4G-LTE filter

From Wikipedia, the free encyclopedia
Jump to navigation Jump to search

4G-LTE filter is a low-pass filter or notch filter, to be used in OTA-reception installations (both collective and individual) if one is using an older/unfiltered TV antenna, without the risk of interference caused by the cellular transmitters on the higher channels. (See following section.)

These filters are usually used for existing facilities as for new installations in urban or rural areas, antennas and amplifiers sold from the application of the new standard may be already be configured to receive, with good signal gain, only TV channels from 14 to 51 of the UHF band, the other higher channels (former TV channels 52 to 83) being attenuated.

Interference between 4G LTE and DTT[edit]

4G LTE is the fourth generation mobile phone standard. In urban areas, the 4G uses a frequency band located between 1800 MHz and 2600 MHz, and therefore is quite far from the TV band for causing any type of interference problem.

In rural areas, however, the major operators asked to use part of the UHF band. Since the UHF frequency band is not expandable, it was agreed that television broadcasting should limit its number of channels. Thus, the frequency band dedicated to TV became between 470 MHz and 700 MHz (channels 14-52), whilst 4G LTE uses the frequency bands between 700 and 900 MHz (former TV channels 52 to 83), resulting in an interval separating the two bands (DTT and 4G) of about 1 MHz, so that there is a risk of interference[1] in the areas close to the 4G-LTE transmitting towers.[1] In practice, these bands used 698 MHz to 960 MHz (depending on the carrier). See previous section on Filters.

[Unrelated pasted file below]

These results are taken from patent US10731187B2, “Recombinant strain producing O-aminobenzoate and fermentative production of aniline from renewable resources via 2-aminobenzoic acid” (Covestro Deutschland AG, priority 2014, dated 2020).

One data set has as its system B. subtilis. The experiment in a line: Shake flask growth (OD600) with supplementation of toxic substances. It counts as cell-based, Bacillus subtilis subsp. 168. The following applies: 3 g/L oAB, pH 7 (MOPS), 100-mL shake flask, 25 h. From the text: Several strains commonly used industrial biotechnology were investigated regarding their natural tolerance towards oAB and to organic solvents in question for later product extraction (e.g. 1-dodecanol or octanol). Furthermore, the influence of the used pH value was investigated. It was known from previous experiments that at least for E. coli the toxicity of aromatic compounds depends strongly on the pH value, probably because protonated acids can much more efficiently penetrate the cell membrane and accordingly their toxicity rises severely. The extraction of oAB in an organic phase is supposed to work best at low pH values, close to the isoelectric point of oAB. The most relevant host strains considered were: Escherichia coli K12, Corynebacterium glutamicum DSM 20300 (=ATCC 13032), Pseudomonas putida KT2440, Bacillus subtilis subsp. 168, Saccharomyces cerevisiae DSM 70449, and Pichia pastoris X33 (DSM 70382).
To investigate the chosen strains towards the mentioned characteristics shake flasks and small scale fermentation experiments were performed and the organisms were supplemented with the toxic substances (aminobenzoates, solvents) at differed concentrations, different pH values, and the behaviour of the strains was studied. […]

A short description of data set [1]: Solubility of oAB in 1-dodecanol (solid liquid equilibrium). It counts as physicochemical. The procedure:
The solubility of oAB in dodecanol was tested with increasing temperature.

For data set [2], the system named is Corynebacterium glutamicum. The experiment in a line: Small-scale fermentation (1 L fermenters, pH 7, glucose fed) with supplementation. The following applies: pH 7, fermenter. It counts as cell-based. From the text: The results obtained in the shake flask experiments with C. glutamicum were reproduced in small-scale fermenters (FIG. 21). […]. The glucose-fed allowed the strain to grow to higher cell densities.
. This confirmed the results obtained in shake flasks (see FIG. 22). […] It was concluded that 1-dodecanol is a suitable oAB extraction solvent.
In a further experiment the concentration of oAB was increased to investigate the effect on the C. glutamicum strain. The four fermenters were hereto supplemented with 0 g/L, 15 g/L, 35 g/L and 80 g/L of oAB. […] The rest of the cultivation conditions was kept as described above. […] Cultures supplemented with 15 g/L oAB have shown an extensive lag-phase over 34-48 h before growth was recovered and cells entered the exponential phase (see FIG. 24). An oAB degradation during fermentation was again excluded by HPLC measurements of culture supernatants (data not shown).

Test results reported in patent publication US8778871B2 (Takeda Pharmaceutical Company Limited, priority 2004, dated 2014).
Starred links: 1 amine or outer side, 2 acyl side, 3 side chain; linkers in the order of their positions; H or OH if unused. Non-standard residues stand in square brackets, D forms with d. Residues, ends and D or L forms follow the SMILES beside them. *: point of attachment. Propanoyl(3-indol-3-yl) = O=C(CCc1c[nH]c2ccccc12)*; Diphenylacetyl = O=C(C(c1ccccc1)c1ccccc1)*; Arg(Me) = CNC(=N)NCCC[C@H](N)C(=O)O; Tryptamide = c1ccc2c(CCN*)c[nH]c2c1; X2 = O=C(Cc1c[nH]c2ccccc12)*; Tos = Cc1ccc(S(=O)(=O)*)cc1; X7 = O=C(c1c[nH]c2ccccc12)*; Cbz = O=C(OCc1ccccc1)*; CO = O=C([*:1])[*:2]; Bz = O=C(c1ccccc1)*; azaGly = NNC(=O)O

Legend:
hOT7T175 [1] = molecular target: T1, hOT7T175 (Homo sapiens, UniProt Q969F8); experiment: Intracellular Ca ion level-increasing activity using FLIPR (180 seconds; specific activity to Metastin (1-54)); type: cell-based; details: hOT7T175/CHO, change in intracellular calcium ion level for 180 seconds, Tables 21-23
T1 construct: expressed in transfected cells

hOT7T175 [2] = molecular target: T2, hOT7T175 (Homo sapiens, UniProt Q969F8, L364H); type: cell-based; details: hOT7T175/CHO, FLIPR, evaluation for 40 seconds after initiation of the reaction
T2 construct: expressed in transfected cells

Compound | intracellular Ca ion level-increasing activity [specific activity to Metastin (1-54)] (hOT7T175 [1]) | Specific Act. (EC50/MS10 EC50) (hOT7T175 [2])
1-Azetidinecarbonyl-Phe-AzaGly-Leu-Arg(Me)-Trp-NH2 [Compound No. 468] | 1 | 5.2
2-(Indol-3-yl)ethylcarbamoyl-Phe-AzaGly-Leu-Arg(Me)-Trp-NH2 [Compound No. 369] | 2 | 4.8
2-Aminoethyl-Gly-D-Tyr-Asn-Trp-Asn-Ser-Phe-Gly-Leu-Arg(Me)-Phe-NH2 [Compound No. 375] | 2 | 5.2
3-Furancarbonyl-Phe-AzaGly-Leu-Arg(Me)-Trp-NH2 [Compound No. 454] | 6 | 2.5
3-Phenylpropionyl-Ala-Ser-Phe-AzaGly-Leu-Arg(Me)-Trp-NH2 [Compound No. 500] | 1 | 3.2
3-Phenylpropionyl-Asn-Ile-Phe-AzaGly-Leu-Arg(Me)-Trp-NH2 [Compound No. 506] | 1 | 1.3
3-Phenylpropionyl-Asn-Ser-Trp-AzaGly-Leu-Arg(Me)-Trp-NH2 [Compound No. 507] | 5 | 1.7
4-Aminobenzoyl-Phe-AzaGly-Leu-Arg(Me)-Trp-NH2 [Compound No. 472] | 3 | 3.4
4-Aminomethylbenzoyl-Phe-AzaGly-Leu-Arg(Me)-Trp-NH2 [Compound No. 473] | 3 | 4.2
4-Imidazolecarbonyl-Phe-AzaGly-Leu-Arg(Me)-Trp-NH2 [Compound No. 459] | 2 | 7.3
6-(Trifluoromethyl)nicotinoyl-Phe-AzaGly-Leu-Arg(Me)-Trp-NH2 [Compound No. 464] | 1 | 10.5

This re-allocation of TV bandwidth to 4G is called Digital dividend.[2]

Digital dividend (Europe)[edit]

Graphic description of the Digital Dividend use

Digital dividend to frequency 698 to 806 MHz (TV Channels 61 to 69) assigned by the plan for the New UHF Frequency Band distribution agreed in The World Radio Congress (WRC-07) which identified 108 MHz of Digital Dividend Spectrum from 698 to 806 MHz for ITU-R Regions 2-1 and nine countries in Regions 3-2, including China, India, Japan and Rep. of Korea.[3]

This Digital dividend is used to improve the coverage of the 4G-LTE new standard in rural areas, needed with the arrival of 4G-LTE and requires therefore the redistribution of UHF frequency band. Starting from January 2015 (in some countries), the main mobile operators will begin to deploy their networks of very high band width "True 4G" or LTE using the frequency previously attributed to TV Channels 61 to 69, which is known as "digital dividend".[3]

See also[edit]


  1. ^ a b Brouillage des fréquences TNT par la 4G. Clubic.com.
  2. ^ "Can the 4G LTE signal cause interference to your TV reception? - Wired Store". wiredstore.com.au. Retrieved 2018-07-18.
  3. ^ a b The benefits of digital dividend. www.4gamericas.org. Archived from the original on 2016-03-07. Retrieved 2015-12-04.

External links[edit]